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March 11, 2019 Practice Points

Five Things about Trauma that Children’s Lawyers Should Know

It is important to have a basic understanding of and recognize how trauma impacts child clients and their behavior.

By Eliza M. Hirst and Cathy Krebs

Most children in the child welfare system have experienced multiple traumas (often stemming from the event that triggered a child abuse hotline report and the resulting separation from family). Lawyers need to understand the trauma that their child client has experienced, how that trauma impacts behavior, and how the intervention of the judicial system can cause or exacerbate trauma.

This list was written by lawyers who are not trauma experts and reading this list will not make you an expert in trauma nor enable you to diagnose trauma. But it is important to have some basic understanding of trauma and recognize how it impacts child clients and their behavior.

Here are five things about trauma that children’s lawyers should know:

  1. Trauma can lead to substantial disruption in both a child’s brain and developmental milestones. Chronic trauma has “a pervasive effect on the development of mind and brain,” and children who experiences chronic trauma can “experience developmental delays across a broad spectrum, including cognitive, language, motor and socialization.” 
  2. Chronic trauma may create a frequent unsettled flight, fright, or freeze state for a child, leading a child to view adults and the world around them as unsafe. The results of experiencing trauma can include “a pervasive pattern of dysregulation, problems with attention and concentration and difficulties getting along with self and others.” The Body Keeps the Score p. 160. This can look like withdrawal, aggression toward others (which for children of color can especially be perceived as a threat), hyperactivity, or impulsivity. Behaviors from trauma can look different at different ages—for example it might start as anxiety and then change into aggression towards others, particularly around puberty.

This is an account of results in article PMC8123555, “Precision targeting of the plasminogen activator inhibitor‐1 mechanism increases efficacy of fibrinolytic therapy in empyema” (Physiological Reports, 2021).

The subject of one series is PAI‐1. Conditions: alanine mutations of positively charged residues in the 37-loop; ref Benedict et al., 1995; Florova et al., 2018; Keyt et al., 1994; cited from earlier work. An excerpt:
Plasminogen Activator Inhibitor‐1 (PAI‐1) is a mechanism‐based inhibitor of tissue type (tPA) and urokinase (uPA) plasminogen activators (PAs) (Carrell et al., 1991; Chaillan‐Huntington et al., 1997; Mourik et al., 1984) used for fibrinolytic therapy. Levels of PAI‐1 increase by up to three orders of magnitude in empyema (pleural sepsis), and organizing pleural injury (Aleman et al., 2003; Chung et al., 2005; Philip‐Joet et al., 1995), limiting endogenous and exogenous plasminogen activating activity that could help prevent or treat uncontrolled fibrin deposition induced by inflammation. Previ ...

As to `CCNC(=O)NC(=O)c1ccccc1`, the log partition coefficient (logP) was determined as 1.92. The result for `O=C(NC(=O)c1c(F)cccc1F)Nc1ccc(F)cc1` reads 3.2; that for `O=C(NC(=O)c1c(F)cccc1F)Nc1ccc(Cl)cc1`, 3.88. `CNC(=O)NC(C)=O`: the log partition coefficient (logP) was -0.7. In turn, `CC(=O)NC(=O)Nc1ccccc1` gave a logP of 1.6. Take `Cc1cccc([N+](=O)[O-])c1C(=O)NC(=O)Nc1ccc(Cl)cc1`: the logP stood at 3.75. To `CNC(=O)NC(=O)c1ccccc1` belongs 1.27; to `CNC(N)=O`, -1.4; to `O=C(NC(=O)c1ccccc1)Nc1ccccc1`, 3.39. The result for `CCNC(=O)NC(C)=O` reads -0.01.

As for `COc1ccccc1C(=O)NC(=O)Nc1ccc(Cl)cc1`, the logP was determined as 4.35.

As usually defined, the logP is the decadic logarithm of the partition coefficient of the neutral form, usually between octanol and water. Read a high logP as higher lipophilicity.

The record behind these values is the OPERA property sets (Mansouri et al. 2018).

3. Some of the things, based on the Adverse Childhood Experiences Study, that can cause trauma for our child clients include, but are not limited to:
    1. abuse, neglect, or severe deprivation;
    2. sexual violence;
    3. witnessing domestic and/or community violence;
    4. involvement in the immigration, child welfare, or juvenile justice system;
    5. separation from families through death, placement into the foster care system, or having an incarcerated parent;
    6. poverty; and
    7. discrimination and bullying.
  4. When considering the impact of a client’s trauma in a case, be prepared to present evidence on both how trauma affects the wiring of the brain and how brains can be rewired and reorganized with appropriate treatment. While trauma does not excuse behavior, it should be understood as a normal function of the brain that can and should be treated, not punished.
  5. Lawyers should understand that clients who have experienced chronic trauma require significant support, particularly as they continue to grow and evolve. Brains can grow and be rewired in healthy ways if clients have trusted adults to help them. As such, it is our job to ensure that placements and services are appropriate and responsive to the needs of our clients.  Safety and stability for our clients is one of the foundational ways that they will become resilient, and so we should focus on placements with well-supported family members, the stability of those placements, and support in school for your school-aged clients. 

To learn more, see Dr. Nadine Burke Harris’ TED Talk, “The Body Keeps the Score:  Brain, Mind and Body in the Healing of Trauma,” by Bessel Van Der Kolk, M.D. and/or The Deepest Well by Nadine Burke Harris, M.D. These are invaluable resources with information about how trauma impacts humans as well as the most effective treatment.

Eliza M. Hirst  is a deputy child advocate at the Office of the Child Advocate in Wilmington, Delaware, and Cathy Krebs is the director of the Children's Rights Litigation Committee.

Copyright © 2019, American Bar Association. All rights reserved. This information or any portion thereof may not be copied or disseminated in any form or by any means or downloaded or stored in an electronic database or retrieval system without the express written consent of the American Bar Association. The views expressed in this article are those of the author(s) and do not necessarily reflect the positions or policies of the American Bar Association, the Section of Litigation, this committee, or the employer(s) of the author(s).